“Write a paper about the governmental process.”
20-year-old Gregory Watson, one in a sea of 300 faces in the 1982 spring semester American Government survey class at the University of Texas, read through his syllabus and considered his final assignment. The prompt was broad enough — that was for sure. He figured he’d take a look at the deadline extension of the Equal Rights Amendment, which was set to expire right around the end of the semester. He found a book in the library that listed all the proposed-but-not-ratified amendments to the US Constitution. One in particular caught his interest.
In 1789, when the ink of the Constitution itself was still drying, Representative (later to become the 4th President) James Madison was concerned about the fact that senators and representatives could vote pay raises for themselves without any oversight. He lobbied to get a clause put into the Constitution itself, but failed — so he decided to take the long way around. He proposed a constitutional amendment that simply read, “No law, varying the compensation for the services of the Senators and Representatives, shall take effect, until an election of Representatives shall have intervened.” In other words, any salary changes wouldn’t take effect until after the next election (so the American public could have a say in the process). Seven states ratified the amendment, two short of the necessary two-thirds, and then the movement lost steam. However, there was one peculiar characteristic of this particular amendment: James Madison didn’t write in an expiration date. Thus, at least theoretically, it was still eligible for ratification, even if the necessary “two-thirds” was a lot bigger in the 20th century than it was in the 18th.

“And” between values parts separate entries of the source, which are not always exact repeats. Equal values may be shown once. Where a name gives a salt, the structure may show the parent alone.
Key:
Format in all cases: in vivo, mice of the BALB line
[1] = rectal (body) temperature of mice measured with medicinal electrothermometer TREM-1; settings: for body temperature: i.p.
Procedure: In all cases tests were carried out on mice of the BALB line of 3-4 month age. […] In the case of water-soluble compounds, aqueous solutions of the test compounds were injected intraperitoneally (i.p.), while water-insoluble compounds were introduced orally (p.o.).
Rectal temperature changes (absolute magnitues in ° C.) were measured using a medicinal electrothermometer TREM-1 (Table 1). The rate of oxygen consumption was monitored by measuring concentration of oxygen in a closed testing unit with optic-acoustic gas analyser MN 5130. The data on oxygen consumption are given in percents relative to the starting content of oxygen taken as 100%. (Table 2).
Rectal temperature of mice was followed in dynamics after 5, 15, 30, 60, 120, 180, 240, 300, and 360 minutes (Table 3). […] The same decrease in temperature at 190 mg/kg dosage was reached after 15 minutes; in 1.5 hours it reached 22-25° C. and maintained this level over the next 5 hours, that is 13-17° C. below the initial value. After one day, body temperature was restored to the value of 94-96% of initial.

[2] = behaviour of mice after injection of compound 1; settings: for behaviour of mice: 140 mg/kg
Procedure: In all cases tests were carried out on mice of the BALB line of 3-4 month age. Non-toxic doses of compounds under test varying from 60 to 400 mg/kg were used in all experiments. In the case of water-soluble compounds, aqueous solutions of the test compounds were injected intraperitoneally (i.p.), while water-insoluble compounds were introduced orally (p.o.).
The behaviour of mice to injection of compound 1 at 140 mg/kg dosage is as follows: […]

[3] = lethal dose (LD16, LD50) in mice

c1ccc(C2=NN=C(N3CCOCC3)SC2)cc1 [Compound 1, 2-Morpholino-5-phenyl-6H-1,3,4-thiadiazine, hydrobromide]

Gregory had his topic. He dove in with relish, seeking to show that this amendment was both viable and valid in late 20th-century America. He crafted his argument, supported his assertions — and ended up getting a C on the paper. His professor said the idea was “too unrealistic.” Gregory was furious. He quit school, found work as a staff member in the Texas legislature, and started his letter-writing campaign. Armed with little more than a typewriter, he spent long evenings crafting letters to representatives and senators in states that had not yet passed the amendment. Battling (often uphill) against bureaucracy and political inertia, he remained tenacious. Even after gaining key political partnerships and taking advantage of souring popular opinion against US Congressional conduct, he would still have to put in a grueling decade’s worth of work before enjoying the fruits of his labor. But that work did eventually pay off — on May 7, 1992, almost 203 years after John Madison’s initial proposal, Michigan became the 38th state to add its approval to what became the 27th Amendment to the United States Constitution.
All because one seemingly insignificant undergrad took the initiative and followed his passion.
- Citizen Democracy: Political Activists in a Cynical Age, Stephen E. Frantzich (Gregory Watson’s story is Chapter 1)
- Healing the Heart of Democracy: The Courage to Create a Politics Worthy of the Human Spirit, Parker Palmer
- Liberty: Thriving and Civic Engagement Among America’s Youth, Richard M. Lerner
- The One-Hour Activist: The 15 Most Powerful Actions You Can Take to Fight for the Issues and Candidates You Care About, Christopher Kush
- Citizen Governance: Leading American Communities into the 21st Century, Richard C. Box
- The Founding Fathers’ Guide to the Constitution, Brion McClanahan
- The Magna Carta Manifesto: Liberties and Commons for All, Peter Linebaugh
- The Limits of Constitutional Democracy, Jeffrey K. Tulis
Editor’s Note: Constitution Day is September 17, 2014! Check out our display in the front of the library for more books and films about the Constitution.